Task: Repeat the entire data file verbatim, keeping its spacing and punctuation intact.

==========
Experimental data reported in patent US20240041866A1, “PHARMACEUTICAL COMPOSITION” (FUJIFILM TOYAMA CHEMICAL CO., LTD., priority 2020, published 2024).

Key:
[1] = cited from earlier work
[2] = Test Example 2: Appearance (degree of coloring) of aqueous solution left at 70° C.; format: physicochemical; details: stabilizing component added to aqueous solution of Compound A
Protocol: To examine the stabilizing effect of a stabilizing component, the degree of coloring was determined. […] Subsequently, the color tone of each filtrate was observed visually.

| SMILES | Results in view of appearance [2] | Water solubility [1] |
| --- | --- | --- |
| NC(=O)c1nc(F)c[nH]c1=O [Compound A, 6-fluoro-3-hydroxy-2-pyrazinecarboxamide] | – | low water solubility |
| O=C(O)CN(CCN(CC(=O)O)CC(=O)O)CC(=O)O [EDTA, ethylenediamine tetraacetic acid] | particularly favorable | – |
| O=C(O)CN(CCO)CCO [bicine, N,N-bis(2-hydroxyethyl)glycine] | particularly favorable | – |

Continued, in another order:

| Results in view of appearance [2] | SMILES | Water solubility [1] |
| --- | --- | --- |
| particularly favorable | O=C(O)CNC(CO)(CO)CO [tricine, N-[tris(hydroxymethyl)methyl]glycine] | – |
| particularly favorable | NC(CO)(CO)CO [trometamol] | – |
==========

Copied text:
Experimental data reported in patent US20240041866A1, “PHARMACEUTICAL COMPOSITION” (FUJIFILM TOYAMA CHEMICAL CO., LTD., priority 2020, published 2024).

Key:
[1] = cited from earlier work
[2] = Test Example 2: Appearance (degree of coloring) of aqueous solution left at 70° C.; format: physicochemical; details: stabilizing component added to aqueous solution of Compound A
Protocol: To examine the stabilizing effect of a stabilizing component, the degree of coloring was determined. […] Subsequently, the color tone of each filtrate was observed visually.

| SMILES | Results in view of appearance [2] | Water solubility [1] |
| --- | --- | --- |
| NC(=O)c1nc(F)c[nH]c1=O [Compound A, 6-fluoro-3-hydroxy-2-pyrazinecarboxamide] | – | low water solubility |
| O=C(O)CN(CCN(CC(=O)O)CC(=O)O)CC(=O)O [EDTA, ethylenediamine tetraacetic acid] | particularly favorable | – |
| O=C(O)CN(CCO)CCO [bicine, N,N-bis(2-hydroxyethyl)glycine] | particularly favorable | – |

Continued, in another order:

| Results in view of appearance [2] | SMILES | Water solubility [1] |
| --- | --- | --- |
| particularly favorable | O=C(O)CNC(CO)(CO)CO [tricine, N-[tris(hydroxymethyl)methyl]glycine] | – |
| particularly favorable | NC(CO)(CO)CO [trometamol] | – |